Wednesday, October 23, 2013

"and every man was heavily armed..."


Whitecaps at Point Reyes
Cause Terror.


The Lynching Party Was From
San Francisco.


Gunshots Disturb the Quiet Town
and People View a Dreadful
Sight Near Morning.

    The quiet village of Point Reyes was terror-stricken Sunday morning last by the presence of whitecaps and a lynching scene, which the good people witnessed through half-closed window-blinds at an hour before the dawn.

   So absolute was the reign of terror that followed this truly terrible sight not one of the townspeople would dare to venture outside until daylight came. Even then, with the sun shining brightly above them, only a few fearless ones walked out into the streets. In their faces could be seen the reflex of a desperate resolve to maintain law and order, although these men felt a chilly, creeping sensation as they bravely faced danger. As for the women folk and children they had not the temerity to open front doors, imagining, no doubt, after the ghastly and realistic nightmare of a few hours before that every other man but the man at home was a whitecap, a lyncher and a murderer.

   The startling occurrence/however, supplied a superabundance of food for conversation before breakfast was thought of, and so the gentler sex were doubly compensated for their dread of going out of doors.

   At 4 A.M. the slumbering village was rudely awakened by reports of firearms—an inexplicable and most singular incident there. The sharp crack of the rifle was easily distinguished from the shotgun's boom and the short, spiteful pistol crack was recognized among the fusillades. To the unsuspecting people this variety of reports as well as the continuous firing was a cause of terror. It aroused them from their slumbers in a great fright, and presently lights appeared in every dwelling. In the dim light could be seen a troop of men dressed in white sheets, their faces hidden by masks and every man was heavily armed. Between them they dragged a victim, who more dead than alive as it then seemed from the awful ordeal he was undergoing could neither hold his bead erect nor walk of his own volition. The whitecaps carried a rope. They moved in the direction of a telegraph pole in solemn procession, discharging weapons occasionally to prevent possible interference in the execution and add additional ghastliness to the scene.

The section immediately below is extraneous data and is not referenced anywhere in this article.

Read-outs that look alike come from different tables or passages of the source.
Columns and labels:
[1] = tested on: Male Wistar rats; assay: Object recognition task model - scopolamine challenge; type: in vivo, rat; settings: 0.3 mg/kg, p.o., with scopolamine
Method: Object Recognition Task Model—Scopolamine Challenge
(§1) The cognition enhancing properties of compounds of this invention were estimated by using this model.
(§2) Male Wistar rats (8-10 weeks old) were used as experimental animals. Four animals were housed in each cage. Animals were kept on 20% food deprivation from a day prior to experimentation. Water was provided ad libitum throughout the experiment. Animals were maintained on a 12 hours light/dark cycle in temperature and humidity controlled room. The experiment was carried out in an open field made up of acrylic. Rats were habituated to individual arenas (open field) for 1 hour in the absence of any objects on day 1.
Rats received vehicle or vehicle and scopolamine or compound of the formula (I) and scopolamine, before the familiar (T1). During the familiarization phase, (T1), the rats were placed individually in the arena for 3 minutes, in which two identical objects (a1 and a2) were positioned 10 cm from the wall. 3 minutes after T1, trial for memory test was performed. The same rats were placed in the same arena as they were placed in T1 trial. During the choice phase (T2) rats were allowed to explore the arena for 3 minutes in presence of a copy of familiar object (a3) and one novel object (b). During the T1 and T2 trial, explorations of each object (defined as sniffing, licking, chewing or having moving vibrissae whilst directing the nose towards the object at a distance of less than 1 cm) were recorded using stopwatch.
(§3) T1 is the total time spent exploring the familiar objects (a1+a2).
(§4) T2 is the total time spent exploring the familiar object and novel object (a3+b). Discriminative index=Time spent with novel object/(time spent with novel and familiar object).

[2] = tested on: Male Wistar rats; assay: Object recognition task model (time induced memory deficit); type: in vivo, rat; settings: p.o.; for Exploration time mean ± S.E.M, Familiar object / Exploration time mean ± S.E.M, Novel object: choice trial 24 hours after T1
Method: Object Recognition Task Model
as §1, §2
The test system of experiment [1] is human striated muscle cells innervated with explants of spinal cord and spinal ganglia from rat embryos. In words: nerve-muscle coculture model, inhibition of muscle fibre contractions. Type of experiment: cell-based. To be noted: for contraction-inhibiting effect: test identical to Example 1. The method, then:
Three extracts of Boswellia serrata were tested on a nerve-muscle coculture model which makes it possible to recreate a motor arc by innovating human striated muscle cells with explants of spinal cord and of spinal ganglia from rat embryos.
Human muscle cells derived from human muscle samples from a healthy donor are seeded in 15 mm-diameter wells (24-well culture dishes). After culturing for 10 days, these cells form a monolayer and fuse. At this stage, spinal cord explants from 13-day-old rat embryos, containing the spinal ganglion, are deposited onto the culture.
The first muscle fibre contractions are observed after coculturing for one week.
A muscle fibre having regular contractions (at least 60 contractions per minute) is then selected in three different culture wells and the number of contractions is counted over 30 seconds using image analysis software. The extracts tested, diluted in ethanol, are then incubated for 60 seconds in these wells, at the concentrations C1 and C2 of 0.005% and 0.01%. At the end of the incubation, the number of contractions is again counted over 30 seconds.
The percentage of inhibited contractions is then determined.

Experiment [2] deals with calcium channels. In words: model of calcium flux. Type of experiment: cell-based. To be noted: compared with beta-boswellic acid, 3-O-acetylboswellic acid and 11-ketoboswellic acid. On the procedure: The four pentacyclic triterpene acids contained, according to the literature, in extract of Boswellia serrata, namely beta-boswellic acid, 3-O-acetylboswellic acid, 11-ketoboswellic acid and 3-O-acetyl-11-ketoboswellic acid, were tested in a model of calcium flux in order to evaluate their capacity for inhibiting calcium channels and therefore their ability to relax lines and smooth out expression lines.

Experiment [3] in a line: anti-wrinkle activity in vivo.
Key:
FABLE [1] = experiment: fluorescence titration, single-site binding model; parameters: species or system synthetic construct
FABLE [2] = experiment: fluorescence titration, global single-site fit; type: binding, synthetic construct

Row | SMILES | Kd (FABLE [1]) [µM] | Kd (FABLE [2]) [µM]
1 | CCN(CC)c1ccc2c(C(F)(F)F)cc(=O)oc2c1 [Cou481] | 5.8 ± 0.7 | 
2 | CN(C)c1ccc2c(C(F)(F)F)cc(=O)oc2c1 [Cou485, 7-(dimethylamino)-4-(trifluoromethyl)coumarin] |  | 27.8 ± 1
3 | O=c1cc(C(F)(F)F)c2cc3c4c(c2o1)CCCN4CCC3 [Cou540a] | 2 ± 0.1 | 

Their procession ended at a pole which suited the purpose and people watched their movements with bated breath. A white cap climbed the pole and drew a rope over the crossbar. Beneath dangled a noose. Into this loop the lynching party thrust their victim's head. It was noticed that the crowd stood back and entered into conversation with the doomed wretch who, however, made no reply.

   Then the murderous-looking whitecaps pulled together on the rope and finished their work of hanging.

   Lights went out in their houses as if indicating that those inside were afraid it should be suspected they witnessed the lynching, which might possibly bring the whitecaps' wrath upon them. But from many darkened windows the last act was watched, when every masked man in the crowd raised a gun and with deliberate aim fired at the hanging body.

   After the execution people would not venture out, and so the lynchers disappeared.

   Sunday morning saw the figure of a man at the end of a rope, but who he was nobody could imagine. He was cut down and then the truth was known, for he was a dummy with a painted face and a well proportioned figure.

   The startled citizens learned that the hanging was a farce, part of a high jinks by the "Never Sweats," a coterie of sportsmen from San Francisco who were in Point Reyes for pleasure as well as a shoot over the hills next day. Such a grim practical joke as this was not thoroughly appreciated by the people of Point Reyes, as much indignation was felt at the fright it had caused. However, as the perpetrators are frequent visitors and were acquainted well enough in the town to laugh over it all they escaped with a caution. Among those who participated in the dark deed were: James Markland, Lloyd Eaton, William Robertson. Thomas Irvine. Emil Zimmer, Charles Deitz, William Durant, Charles Woodman, Edward Booth and Professor Sugarhouse.

   Previous to the wild midnight lynching the sportsmen held a funeral service on John Sammi, one of their number, who had gone to bed early in the evening in a cottage at the hotel. Markland was high priest and the remainder of the company was variously made up of mourners, choristers and spectators. They appeared before the horror-stricken Sammi in their white-cap garb with masks, white gowns, burning candles and firearms. One of their number carried a coil of rope, with a loop at one end, which added still further to his fear, until one indiscreet laugh dispoiled the illusion.
 The following advertisement appeared just to the right of the above article.
[The Morning Call, San Francisco, Sunday Morning, November 19, 1893. Volume LXXIV--No. 172. Pg. 18]

No comments: